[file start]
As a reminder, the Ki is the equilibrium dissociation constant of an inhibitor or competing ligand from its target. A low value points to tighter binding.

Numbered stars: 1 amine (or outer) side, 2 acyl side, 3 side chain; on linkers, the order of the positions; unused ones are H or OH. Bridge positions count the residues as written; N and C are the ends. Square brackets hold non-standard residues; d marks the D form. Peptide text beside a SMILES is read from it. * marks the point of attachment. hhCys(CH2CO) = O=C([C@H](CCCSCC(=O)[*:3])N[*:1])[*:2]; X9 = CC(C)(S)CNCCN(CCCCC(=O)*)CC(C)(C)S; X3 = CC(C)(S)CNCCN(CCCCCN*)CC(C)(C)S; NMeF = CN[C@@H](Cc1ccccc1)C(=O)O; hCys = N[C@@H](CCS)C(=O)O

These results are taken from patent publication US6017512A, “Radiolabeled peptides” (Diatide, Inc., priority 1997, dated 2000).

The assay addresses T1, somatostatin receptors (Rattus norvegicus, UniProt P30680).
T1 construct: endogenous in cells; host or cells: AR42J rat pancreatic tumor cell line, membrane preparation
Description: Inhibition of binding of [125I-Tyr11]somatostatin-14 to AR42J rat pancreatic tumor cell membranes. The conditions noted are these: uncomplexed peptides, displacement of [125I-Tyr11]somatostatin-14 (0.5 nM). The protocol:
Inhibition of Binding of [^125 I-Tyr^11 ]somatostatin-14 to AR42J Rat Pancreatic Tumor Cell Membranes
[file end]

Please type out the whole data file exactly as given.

As a reminder, the Ki is the equilibrium dissociation constant of an inhibitor or competing ligand from its target. A low value points to tighter binding.

Numbered stars: 1 amine (or outer) side, 2 acyl side, 3 side chain; on linkers, the order of the positions; unused ones are H or OH. Bridge positions count the residues as written; N and C are the ends. Square brackets hold non-standard residues; d marks the D form. Peptide text beside a SMILES is read from it. * marks the point of attachment. hhCys(CH2CO) = O=C([C@H](CCCSCC(=O)[*:3])N[*:1])[*:2]; X9 = CC(C)(S)CNCCN(CCCCC(=O)*)CC(C)(C)S; X3 = CC(C)(S)CNCCN(CCCCCN*)CC(C)(C)S; NMeF = CN[C@@H](Cc1ccccc1)C(=O)O; hCys = N[C@@H](CCS)C(=O)O

These results are taken from patent publication US6017512A, “Radiolabeled peptides” (Diatide, Inc., priority 1997, dated 2000).

The assay addresses T1, somatostatin receptors (Rattus norvegicus, UniProt P30680).
T1 construct: endogenous in cells; host or cells: AR42J rat pancreatic tumor cell line, membrane preparation
Description: Inhibition of binding of [125I-Tyr11]somatostatin-14 to AR42J rat pancreatic tumor cell membranes. The conditions noted are these: uncomplexed peptides, displacement of [125I-Tyr11]somatostatin-14 (0.5 nM). The protocol:
Inhibition of Binding of [^125 I-Tyr^11 ]somatostatin-14 to AR42J Rat Pancreatic Tumor Cell Membranes